Spring is here and nothing kicks off the silly season better than the We’re Funny that Way (WFTW) comedy festival running Wed, Apr 30 to May 3. Among this year’s funny stars will be Miss Coco Peru and Alec Mapa.
With memorable appearances on Desperate Housewives and Ugly Betty, Mapa is excited to be returning to Toronto for another WFTW appearance. “I love Toronto,” he says. “You’re very smart. In fact I find everyone in Canada is funny. You have a real sharp sense of humour. Canada is what America would be if we weren’t so stupid.”
During the recent writer’s strike in the US Mapa worked the cruise ships which provided tons of new material. “I saw and did a lot of things a lady is not supposed to,” he says with a laugh. “When you are surrounded by 3,000 gay men you make a lot of discoveries. It’s really like the last 10 years of the Roman Empire — even the gay and lesbian moms and dads can get pretty trashy.”
Speaking of trashy things I grabbed a moment with New York drag performer Miss Coco Peru (To Wong Foo) to see what she has in store for us. The Bea Arthur-obsessed comedienne confesses to listening to the Broadway soundtrack of Mame over and over trying to get Arthur’s timing down; she watched Maude religiously. “I was probably the only boy growing up in the Bronx who when scolded by my parents responded, ‘God will get you for that, Walter.'”
She likens her attraction to drag as more of a calling. “As I accepted everything that I had been taught to hate about myself — being effeminate and not butch enough — and then glorified it, I experienced a liberation that allowed me to know that there was no turning back,” she says.
“I wanted people to watch my show and forget they were watching a man in a dress and instead relate to the story. If they could do that then perhaps we could remember that what matters in life and in our relationship with others isn’t really what’s on the outside but what’s on the inside.”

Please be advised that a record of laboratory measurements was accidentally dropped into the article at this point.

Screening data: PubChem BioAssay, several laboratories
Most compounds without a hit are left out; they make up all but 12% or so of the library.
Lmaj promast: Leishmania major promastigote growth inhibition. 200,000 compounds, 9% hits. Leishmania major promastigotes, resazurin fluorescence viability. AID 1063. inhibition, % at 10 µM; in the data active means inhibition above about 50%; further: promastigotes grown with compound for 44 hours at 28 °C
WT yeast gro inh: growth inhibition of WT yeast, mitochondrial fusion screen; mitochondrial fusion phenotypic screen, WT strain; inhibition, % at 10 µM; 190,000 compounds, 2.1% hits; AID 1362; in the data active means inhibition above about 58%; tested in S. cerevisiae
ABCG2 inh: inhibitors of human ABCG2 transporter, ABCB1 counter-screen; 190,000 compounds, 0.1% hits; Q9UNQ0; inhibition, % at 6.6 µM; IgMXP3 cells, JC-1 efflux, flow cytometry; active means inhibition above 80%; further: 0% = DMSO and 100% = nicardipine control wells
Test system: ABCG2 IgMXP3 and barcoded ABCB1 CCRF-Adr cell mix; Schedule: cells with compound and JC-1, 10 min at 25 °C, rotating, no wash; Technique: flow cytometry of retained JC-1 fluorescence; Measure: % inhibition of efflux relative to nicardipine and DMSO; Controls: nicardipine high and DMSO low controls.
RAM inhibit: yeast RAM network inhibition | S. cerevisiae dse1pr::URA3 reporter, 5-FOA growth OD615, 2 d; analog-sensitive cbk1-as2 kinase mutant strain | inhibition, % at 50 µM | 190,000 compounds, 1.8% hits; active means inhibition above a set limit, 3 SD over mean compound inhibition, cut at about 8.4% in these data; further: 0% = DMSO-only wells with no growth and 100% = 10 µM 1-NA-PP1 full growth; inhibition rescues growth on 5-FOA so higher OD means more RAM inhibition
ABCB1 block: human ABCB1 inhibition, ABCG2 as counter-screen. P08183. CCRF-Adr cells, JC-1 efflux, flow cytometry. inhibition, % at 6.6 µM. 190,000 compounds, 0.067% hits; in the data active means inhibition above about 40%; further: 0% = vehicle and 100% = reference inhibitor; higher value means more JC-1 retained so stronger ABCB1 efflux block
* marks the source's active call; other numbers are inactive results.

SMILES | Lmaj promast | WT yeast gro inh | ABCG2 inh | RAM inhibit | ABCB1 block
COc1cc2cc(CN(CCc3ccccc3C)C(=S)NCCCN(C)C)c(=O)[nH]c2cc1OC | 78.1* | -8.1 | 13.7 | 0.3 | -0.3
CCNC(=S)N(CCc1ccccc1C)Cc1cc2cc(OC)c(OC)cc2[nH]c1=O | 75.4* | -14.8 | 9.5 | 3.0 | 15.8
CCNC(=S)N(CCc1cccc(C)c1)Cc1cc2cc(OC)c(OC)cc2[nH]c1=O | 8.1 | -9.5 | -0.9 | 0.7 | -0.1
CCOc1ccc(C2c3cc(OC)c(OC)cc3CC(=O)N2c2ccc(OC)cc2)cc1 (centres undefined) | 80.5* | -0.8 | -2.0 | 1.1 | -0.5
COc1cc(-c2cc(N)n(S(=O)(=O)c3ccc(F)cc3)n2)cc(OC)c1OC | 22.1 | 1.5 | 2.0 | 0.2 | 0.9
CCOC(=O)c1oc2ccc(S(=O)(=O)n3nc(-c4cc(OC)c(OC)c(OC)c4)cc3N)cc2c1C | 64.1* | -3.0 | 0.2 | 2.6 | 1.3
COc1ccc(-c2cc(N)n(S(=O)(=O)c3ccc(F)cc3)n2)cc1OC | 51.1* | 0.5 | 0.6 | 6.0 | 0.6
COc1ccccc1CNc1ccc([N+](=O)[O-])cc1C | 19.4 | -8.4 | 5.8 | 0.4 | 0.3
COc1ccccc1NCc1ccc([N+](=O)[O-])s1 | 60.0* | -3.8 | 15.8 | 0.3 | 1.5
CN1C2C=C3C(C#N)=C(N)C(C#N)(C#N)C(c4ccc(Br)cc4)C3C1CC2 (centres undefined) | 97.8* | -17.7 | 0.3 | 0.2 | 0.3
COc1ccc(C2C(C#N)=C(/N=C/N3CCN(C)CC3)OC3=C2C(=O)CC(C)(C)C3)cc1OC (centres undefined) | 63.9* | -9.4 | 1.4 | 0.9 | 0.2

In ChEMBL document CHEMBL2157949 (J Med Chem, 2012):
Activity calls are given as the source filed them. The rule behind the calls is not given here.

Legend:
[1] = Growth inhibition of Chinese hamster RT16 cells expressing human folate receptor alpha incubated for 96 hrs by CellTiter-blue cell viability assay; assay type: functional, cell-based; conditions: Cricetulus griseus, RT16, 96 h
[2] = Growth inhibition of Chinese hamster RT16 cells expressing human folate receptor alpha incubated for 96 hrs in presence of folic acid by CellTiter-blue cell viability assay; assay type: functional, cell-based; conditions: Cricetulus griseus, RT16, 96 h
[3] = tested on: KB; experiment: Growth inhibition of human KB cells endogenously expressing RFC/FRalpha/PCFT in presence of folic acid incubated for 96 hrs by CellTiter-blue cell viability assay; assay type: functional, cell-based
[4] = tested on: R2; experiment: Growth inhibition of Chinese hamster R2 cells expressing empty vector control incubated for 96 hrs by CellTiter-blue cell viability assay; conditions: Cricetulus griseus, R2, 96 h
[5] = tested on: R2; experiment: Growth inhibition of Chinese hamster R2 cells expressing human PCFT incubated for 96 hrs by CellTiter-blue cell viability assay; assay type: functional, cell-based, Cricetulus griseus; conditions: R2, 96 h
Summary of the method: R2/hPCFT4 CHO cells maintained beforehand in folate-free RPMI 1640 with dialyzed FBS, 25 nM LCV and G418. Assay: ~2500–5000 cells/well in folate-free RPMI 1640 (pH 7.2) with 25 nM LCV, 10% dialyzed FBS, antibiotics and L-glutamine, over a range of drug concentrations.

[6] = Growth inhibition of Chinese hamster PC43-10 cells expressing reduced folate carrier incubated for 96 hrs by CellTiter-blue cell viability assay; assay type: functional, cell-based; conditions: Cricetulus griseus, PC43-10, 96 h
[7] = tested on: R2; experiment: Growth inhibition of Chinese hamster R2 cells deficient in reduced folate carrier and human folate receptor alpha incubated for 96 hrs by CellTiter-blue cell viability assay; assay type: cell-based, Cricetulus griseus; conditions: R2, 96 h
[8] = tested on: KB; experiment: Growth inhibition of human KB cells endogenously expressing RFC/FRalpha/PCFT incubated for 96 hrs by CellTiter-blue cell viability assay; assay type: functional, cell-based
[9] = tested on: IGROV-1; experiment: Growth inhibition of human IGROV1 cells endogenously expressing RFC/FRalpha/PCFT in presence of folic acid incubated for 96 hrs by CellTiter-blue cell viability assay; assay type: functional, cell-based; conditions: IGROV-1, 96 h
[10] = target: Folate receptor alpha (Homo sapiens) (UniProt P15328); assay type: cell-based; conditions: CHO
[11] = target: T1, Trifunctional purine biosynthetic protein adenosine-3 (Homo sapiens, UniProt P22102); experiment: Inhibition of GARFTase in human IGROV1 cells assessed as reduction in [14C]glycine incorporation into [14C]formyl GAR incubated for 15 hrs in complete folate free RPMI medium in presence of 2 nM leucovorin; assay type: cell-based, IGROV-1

Mapa agrees. “I feel with each new role I take on, like in Ugly Betty, I’m the one telling the joke as opposed to the joke being on the gay character. When the audience laughs they are now laughing with the gay character as opposed to at them — that’s really powerful when you can identify and form a rapport with them. There’s no need for me to subvert my identity as a gay man anymore.”
Both relish their connection to comedy. “Sometimes you can feel helpless, what with all the stuff we’re up against. Being involved in events like WFTW is a great way to feel proactive,” Mapa says.
“People tell me that my show inspires them to do something courageous in their own lives, like coming out to their family,” says Miss Peru. “On three separate occasions I’ve had mothers at my show, who suspected that their young sons were gay say to me, ‘After seeing your show I am going to buy my son the Barbie Doll he’s been asking for.’ Nothing is more rewarding than knowing that some young boys out there got the Barbie Doll I always wanted.”
“The gratification is immediate with comedy,” says Mapa. “You’re basically performing for a room full of people that are already funny. Gay people are quick so you really have to be on your toes. I can never underestimate the intelligence of gay people, it’s short-attention-span theatre.”
WFTW is the creation of resident funny gal Maggie Cassella, who has sworn to keep the event accessible to all with pay-what-you-can tix for most events. In order to pull off this feat, she hosts a star-studded opening dinner gala where tables are sold at a premium price (a fundraiser for the WFTW Foundation, a charity that funds initiatives in smaller communities like $35,000 to the Okanagan Rainbow Coalition). West Hollywood Squares returns this year as the proven way for the audience to interact with the headlining celebs like Peru in between laugh-a-minute sets by special guests.
Still hemming and hawing? Miss Peru sums it up best when she says, “Get a goddamn ticket for my show or I’ll cut you. And I mean that in the most loving way, of course.”